Withholding Tax – For Employees
Employers need to withhold Hawaii income taxes on employee wages. Employers then pay the withheld taxes to the State of Hawaii, Department of Taxation (DOTAX). Employees reconcile their withholding taxes paid as part of their Individual Income tax return. Withholding is required on:
(a) Wages for services performed in the State.
(b) Wages for services performed outside the State if:
1. The services are performed by an employee whose regular place of employment for services for the employer is in the State; OR
2. The wages are paid out of an office in the State or a field office of an employer whose head office is in the State.
Federal withholding rates are subject to change by the IRS. For information on Hawaii rates, please refer to the Appendix of Booklet A, Employer’s Tax Guide for tax withholding rates and tables.
All withholding taxpayers need to file returns quarterly (due April 15, July 15, October 15, and January 15) using Form HW-14. Form HW-3 (with HW-2s attached) is due annually on February 28.
Frequently Asked Questions (FAQs)
How do I know if I am not subject to withholding?
To review the withholding requirements, use the Booklet A, Employer’s Tax Guide.
What do I do when I am not subject to withholding?
If you think you should not be subject to withholding based on the guidelines in Booklet A, Employer’s Tax Guide, complete and submit the HW-6 form to your employer.
My spouse is in the military, is withholding required on my wages?
Your wages may not be subject to withholding base on the “Military Spouses Residency Relief Act,” which states that wages, salaries, tips, commissions, and other compensation are NOT subject to withholding if all the following conditions are met:
1. The servicemember (a member of the uniformed services as defined in 10 U.S.C. section 101(a)(5)) is present in Hawaii solely in compliance with military or naval orders,
2. The spouse is in Hawaii solely to be with the servicemember, and
3. The spouse and the servicemember are domiciled in the same state and that state is not Hawaii.
Please read the guidelines in Booklet A, Employer’s Tax Guide, complete and submit the HW-6 form to your employer if you believe you are not subject to withholding.
I don’t live in Hawaii full-time, am I considered a nonresident or part-year resident?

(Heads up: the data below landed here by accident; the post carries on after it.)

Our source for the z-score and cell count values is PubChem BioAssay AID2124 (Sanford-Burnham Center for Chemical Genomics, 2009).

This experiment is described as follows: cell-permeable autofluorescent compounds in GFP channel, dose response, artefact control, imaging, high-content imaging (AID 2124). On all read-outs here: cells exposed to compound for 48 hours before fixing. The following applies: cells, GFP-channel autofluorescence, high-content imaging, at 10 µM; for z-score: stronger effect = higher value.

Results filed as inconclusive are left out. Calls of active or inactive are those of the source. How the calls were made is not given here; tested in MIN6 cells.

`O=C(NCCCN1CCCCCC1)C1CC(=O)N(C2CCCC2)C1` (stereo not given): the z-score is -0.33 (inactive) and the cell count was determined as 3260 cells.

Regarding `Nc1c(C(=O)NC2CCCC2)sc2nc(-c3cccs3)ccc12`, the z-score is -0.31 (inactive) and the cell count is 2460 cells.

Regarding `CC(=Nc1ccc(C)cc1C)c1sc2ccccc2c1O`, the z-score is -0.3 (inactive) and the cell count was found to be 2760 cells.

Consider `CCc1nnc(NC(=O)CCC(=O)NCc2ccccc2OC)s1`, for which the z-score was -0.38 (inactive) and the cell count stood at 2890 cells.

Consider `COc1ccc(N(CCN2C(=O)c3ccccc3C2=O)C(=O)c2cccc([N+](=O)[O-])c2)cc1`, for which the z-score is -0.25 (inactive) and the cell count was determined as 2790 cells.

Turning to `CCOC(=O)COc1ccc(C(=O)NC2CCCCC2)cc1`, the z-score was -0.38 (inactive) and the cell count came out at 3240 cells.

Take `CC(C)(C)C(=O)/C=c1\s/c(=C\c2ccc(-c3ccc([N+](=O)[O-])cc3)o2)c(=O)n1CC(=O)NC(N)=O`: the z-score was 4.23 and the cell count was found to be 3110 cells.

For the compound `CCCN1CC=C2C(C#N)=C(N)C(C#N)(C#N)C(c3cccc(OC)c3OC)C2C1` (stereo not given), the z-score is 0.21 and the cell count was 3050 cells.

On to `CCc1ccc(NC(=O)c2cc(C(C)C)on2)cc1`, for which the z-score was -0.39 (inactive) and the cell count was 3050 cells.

A Hawaii nonresident is an individual who is in Hawaii for a temporary or transient purpose, and whose permanent domicile is not Hawaii. A part-year resident is an individual who was a Hawaii resident for part of the year, and a nonresident of Hawaii during the other part of the year. Both nonresident and part-time residents will be taxed on all income from Hawaii sources only. Part-time residents will also be taxed on income for all sources during the period of residency.
I received my Form HW-2 from my employer, what do I do with it?
You will need to use the information on the HW-2 to complete your Individual Income tax return (Form N-11 or Form N-15).
I was working for a business and didn’t get a HW-2 or W-2 form. What am I supposed to do?
Contact your employer for your Form HW-2 (or IRS Form W-2). DOTAX cannot provide employees copies of the Form HW-2. You may also request a Form W-2 transcript from the IRS.
I received my Form HW-4 from my employer, what do I do with it?
Before you can start working, you must give a completed Form HW-4 to your employer. Form HW-4 shows your withholding allowances, which are based on your personal exemption(s) and (standard or itemized) deductions. For more information and clarifications on withholding allowances, please see Booklet A Employer’s Tax Guide.
How many withholding allowances can I claim?
The HW-4 form will help you calculate your withholding allowances. Do not claim more than what is accurate. A HW-4 form claiming more than 10 exemptions may be considered excessive and subject to review by DOTAX. Be advised that an employee may be subject to criminal penalties for the failure to supply a valid Form HW-4 as required or for submitting a false and fraudulent HW-4 form, Act 92 SLH 1995.
Page Last Updated: April 29, 2021